Mali Islamists kill man by firing squad in Timbuktu

A Tuareg herder whose right hand was amputated last month by an Islamist group, shows his bandaged arm at an Amnesty International news conference in Bamako, Mali (20 Sept) Islamists have carried out several amputations as punishments in recent months

Militant Islamists in northern Mali have publicly killed a man accused of murder.

A crowd of at least 100 people in Timbuktu watched a firing squad shoot the man, according to eyewitnesses.

Northern Mali has been overrun by Islamist and Tuareg rebels following a coup in Bamako in March.

This public killing is being seen as the latest demonstration by Islamists of their intention to impose their strict interpretation of Sharia law.

One local witness told journalists the man was a member of the ethnic Tuareg rebel group, the MNLA.

The MNLA is a former ally of the Islamist groups (including al-Qaeda in the Islamic Maghreb) that have seized control of the north - but Islamists have now turned against the secular group.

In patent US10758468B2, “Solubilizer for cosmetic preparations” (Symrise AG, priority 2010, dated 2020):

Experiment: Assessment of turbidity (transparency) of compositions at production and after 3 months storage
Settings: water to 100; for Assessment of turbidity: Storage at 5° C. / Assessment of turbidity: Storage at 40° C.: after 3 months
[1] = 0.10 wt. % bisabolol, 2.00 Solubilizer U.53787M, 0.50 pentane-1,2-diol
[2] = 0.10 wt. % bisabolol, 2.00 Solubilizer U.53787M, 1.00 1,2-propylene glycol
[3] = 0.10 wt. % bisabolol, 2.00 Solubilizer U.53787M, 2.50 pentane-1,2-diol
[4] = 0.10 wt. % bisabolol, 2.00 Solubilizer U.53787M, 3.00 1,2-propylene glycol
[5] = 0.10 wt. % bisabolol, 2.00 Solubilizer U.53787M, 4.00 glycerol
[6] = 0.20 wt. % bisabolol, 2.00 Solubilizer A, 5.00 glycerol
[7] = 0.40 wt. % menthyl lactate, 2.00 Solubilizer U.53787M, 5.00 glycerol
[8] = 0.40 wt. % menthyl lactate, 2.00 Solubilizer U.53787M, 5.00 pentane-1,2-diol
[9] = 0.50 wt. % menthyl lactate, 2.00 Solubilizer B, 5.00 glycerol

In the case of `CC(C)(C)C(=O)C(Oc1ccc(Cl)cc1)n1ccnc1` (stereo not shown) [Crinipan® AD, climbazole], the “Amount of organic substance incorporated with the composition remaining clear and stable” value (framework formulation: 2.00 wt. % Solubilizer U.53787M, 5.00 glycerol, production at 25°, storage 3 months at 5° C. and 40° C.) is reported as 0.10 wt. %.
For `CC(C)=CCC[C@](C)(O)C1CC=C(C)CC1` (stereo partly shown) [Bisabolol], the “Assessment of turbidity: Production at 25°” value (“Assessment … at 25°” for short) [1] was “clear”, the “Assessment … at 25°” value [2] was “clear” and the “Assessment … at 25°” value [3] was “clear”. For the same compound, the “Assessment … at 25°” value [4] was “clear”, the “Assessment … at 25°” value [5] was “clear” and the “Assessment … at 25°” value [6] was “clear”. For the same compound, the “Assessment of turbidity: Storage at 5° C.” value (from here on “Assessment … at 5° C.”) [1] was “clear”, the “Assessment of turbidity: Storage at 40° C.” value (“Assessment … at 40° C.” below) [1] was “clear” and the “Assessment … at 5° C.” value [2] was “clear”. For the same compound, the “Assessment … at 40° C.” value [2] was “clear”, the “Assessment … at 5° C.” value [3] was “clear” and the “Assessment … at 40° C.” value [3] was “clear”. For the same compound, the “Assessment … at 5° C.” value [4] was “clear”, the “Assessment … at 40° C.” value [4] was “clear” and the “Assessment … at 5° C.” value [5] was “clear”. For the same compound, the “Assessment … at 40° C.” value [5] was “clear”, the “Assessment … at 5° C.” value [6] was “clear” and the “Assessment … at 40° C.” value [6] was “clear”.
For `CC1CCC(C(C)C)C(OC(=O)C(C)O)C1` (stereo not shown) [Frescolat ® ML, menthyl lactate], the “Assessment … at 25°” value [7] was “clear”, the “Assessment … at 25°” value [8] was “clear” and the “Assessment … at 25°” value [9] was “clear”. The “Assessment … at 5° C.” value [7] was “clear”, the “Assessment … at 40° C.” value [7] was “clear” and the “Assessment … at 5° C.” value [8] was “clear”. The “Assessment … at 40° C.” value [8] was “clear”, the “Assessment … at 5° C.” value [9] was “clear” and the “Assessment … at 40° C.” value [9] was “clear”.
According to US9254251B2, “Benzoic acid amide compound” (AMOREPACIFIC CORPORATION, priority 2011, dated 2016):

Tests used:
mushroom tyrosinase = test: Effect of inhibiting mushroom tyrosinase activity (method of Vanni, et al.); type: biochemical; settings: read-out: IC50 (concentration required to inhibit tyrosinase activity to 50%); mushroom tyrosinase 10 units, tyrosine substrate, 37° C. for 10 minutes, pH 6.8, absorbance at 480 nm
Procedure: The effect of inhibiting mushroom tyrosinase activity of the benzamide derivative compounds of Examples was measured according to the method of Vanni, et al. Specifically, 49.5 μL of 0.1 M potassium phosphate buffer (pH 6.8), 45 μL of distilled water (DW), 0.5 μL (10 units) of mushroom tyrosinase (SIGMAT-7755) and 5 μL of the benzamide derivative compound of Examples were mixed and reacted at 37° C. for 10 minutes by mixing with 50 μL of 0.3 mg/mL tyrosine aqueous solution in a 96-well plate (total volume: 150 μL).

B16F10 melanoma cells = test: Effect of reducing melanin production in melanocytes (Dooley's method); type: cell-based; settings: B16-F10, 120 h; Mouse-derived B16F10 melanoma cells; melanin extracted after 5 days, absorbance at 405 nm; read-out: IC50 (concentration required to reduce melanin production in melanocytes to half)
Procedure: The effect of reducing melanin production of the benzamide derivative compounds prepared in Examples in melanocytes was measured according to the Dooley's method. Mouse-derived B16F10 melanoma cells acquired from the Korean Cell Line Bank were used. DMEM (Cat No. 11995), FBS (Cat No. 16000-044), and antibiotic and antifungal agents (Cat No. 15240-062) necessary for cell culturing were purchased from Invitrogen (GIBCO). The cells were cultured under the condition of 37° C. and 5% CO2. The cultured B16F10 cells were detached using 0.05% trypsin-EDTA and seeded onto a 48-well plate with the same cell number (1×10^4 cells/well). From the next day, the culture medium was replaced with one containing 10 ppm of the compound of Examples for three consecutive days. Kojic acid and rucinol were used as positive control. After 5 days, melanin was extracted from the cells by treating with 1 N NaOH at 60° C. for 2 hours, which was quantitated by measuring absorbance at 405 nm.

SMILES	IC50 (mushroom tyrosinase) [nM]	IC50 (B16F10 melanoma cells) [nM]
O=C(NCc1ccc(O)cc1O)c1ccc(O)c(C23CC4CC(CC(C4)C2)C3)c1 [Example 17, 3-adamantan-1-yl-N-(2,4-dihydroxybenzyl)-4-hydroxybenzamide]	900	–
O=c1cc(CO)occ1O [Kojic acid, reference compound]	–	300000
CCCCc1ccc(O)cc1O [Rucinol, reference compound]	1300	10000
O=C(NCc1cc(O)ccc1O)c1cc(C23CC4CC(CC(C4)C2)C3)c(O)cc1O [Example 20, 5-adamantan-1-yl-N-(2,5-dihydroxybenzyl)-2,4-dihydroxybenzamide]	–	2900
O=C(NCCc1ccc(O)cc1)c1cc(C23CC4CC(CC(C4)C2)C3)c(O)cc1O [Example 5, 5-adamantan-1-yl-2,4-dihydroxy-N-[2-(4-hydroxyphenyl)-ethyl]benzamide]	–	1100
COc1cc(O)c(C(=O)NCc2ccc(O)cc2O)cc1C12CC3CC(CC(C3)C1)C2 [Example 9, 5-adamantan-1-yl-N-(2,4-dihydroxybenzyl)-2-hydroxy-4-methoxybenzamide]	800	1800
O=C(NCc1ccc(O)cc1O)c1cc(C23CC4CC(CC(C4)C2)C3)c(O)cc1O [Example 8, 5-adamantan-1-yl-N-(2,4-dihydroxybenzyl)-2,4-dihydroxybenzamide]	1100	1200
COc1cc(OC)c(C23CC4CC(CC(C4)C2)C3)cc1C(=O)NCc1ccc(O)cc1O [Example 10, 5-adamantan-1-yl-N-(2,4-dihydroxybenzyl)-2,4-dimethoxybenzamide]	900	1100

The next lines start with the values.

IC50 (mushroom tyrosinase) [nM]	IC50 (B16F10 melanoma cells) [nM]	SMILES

They have since imposed Sharia law in many of the areas under their control, despite strong opposition from the local Muslim population.

Intervention

"He turned himself in... He was judged, condemned to death and executed this evening.

"He was shot in the same way he shot his victim. This is what Sharia says," Sanda Ould Boumana, a spokesman for the rebel group Ansar Dine which controls Timbuktu, was quoted by Reuters news agency as saying.

In recent months, the Islamists have also stoned to death a couple accused of adultery, and carried out several amputations.

The UN Security Council is to hold "preliminary" talks on Thursday over Mali's request for the UN to back military intervention in the north.

"There seems to be some understanding that the situation in Mali cannot continue as it is, something has to be done.

"But what has not been clarified is who does what, what the scale of this operation is, what it is going to look like, what are the budget implications," the Guatemalan ambassador to the UN, Gert Rosenthal, said in a statement on Tuesday.

The US has said it would support an African-led force, as long as Mali's neighbours backed the idea.

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